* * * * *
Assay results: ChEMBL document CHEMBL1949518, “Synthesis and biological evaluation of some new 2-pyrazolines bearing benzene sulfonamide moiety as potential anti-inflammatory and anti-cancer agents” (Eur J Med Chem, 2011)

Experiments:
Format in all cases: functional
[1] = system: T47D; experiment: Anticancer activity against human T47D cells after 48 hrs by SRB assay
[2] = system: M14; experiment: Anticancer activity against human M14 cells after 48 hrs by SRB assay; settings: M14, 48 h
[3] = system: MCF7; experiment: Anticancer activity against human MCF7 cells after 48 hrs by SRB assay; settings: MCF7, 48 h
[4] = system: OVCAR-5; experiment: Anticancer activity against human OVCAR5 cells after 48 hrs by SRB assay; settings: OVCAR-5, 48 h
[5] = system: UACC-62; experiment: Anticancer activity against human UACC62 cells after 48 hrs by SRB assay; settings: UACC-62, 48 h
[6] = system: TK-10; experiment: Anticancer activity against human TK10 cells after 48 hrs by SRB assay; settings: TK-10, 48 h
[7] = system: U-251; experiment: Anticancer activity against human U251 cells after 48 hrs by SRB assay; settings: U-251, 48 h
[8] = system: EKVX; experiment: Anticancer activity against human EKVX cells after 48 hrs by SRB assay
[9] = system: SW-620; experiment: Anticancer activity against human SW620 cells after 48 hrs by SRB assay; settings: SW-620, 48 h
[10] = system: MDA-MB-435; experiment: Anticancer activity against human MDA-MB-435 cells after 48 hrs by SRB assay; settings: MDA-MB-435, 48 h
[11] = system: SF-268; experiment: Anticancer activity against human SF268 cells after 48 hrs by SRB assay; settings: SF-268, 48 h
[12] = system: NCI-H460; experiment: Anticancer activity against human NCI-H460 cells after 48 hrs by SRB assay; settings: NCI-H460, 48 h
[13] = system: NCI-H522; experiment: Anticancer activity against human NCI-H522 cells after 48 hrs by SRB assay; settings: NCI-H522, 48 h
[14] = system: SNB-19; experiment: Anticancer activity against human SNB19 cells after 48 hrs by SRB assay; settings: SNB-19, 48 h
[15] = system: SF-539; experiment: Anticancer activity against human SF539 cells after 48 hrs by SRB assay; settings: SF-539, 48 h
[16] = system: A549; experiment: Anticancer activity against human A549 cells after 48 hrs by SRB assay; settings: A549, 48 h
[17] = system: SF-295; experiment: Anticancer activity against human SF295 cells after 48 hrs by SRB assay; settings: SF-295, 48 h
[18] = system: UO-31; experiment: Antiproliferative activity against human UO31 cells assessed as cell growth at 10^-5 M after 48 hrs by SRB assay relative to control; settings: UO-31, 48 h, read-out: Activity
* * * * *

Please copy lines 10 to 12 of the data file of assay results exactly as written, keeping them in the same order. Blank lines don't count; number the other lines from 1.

[7] = system: U-251; experiment: Anticancer activity against human U251 cells after 48 hrs by SRB assay; settings: U-251, 48 h
[8] = system: EKVX; experiment: Anticancer activity against human EKVX cells after 48 hrs by SRB assay
[9] = system: SW-620; experiment: Anticancer activity against human SW620 cells after 48 hrs by SRB assay; settings: SW-620, 48 h